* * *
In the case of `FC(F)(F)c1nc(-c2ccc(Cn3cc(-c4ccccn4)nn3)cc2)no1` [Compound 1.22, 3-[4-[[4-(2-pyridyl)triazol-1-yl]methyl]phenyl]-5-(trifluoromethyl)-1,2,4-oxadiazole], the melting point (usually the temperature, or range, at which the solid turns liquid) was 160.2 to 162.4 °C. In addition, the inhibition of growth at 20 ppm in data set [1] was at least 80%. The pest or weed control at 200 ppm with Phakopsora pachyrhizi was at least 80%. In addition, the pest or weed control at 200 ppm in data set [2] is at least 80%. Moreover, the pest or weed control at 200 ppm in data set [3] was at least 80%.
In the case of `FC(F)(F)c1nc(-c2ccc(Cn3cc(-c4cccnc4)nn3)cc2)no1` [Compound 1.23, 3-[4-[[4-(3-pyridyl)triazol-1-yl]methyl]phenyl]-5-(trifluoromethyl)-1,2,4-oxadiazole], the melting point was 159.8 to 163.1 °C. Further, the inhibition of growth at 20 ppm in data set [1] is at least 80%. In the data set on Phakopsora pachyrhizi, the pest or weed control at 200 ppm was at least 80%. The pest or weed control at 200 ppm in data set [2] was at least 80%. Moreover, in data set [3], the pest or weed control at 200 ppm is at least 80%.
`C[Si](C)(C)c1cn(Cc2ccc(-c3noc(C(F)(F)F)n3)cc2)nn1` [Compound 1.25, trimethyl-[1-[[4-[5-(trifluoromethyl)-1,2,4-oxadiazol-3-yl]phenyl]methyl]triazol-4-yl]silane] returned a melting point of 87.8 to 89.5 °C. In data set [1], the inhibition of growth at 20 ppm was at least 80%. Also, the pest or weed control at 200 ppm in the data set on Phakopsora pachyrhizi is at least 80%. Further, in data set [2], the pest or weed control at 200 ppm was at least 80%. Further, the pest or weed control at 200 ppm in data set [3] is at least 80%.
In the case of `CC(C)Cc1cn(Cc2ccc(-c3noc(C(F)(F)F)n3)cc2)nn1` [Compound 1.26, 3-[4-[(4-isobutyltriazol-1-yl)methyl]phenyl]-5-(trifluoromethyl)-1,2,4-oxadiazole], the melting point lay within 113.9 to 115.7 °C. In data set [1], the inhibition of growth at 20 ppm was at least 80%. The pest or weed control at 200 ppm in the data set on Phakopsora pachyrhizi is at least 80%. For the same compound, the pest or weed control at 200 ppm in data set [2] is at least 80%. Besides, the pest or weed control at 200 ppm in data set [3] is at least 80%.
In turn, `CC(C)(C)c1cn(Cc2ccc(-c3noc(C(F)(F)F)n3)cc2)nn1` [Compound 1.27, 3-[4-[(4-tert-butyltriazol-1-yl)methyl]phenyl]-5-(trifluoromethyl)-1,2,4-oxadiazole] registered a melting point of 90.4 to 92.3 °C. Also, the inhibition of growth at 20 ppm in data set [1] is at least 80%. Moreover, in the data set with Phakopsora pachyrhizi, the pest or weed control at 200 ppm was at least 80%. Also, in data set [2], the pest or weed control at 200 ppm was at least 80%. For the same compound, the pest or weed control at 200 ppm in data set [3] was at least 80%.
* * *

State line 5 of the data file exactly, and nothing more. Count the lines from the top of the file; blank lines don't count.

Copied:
In turn, `CC(C)(C)c1cn(Cc2ccc(-c3noc(C(F)(F)F)n3)cc2)nn1` [Compound 1.27, 3-[4-[(4-tert-butyltriazol-1-yl)methyl]phenyl]-5-(trifluoromethyl)-1,2,4-oxadiazole] registered a melting point of 90.4 to 92.3 °C. Also, the inhibition of growth at 20 ppm in data set [1] is at least 80%. Moreover, in the data set with Phakopsora pachyrhizi, the pest or weed control at 200 ppm was at least 80%. Also, in data set [2], the pest or weed control at 200 ppm was at least 80%. For the same compound, the pest or weed control at 200 ppm in data set [3] was at least 80%.